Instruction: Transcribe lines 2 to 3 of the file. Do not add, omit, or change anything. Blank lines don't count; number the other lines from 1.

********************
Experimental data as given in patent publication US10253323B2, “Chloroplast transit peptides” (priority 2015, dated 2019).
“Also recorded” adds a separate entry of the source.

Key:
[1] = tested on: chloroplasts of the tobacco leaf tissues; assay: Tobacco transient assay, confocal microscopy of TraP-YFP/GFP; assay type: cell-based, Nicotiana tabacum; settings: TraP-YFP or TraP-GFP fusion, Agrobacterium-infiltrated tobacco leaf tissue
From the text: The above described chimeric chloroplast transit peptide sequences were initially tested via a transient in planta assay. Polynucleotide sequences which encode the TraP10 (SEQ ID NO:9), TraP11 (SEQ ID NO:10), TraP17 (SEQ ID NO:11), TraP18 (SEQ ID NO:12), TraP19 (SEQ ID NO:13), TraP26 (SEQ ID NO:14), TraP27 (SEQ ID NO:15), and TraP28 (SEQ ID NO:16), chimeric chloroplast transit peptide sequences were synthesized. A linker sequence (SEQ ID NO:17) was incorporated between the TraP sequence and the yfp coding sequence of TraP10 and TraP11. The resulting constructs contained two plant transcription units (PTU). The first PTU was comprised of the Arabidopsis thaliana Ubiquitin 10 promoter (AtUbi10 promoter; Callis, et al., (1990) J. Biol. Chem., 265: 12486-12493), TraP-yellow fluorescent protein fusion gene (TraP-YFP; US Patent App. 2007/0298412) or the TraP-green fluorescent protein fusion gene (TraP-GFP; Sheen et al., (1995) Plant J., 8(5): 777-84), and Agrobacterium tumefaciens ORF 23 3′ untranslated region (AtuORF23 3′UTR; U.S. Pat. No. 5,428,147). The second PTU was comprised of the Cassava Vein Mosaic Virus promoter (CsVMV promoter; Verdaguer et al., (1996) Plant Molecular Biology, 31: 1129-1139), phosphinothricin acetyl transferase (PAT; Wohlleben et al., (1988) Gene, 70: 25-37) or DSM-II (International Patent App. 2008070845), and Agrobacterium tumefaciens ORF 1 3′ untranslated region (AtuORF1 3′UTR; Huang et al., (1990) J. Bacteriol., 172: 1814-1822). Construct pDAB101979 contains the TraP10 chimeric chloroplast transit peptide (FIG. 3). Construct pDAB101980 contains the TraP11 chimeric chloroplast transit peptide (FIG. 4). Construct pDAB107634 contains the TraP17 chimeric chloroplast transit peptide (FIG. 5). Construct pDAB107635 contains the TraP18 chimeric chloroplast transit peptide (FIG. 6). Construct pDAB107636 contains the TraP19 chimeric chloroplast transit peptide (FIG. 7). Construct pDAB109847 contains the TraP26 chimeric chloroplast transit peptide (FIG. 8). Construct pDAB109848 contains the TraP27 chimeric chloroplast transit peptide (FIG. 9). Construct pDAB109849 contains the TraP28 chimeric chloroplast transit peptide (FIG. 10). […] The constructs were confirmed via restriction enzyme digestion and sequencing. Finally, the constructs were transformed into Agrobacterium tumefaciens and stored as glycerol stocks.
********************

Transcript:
“Also recorded” adds a separate entry of the source.

Key: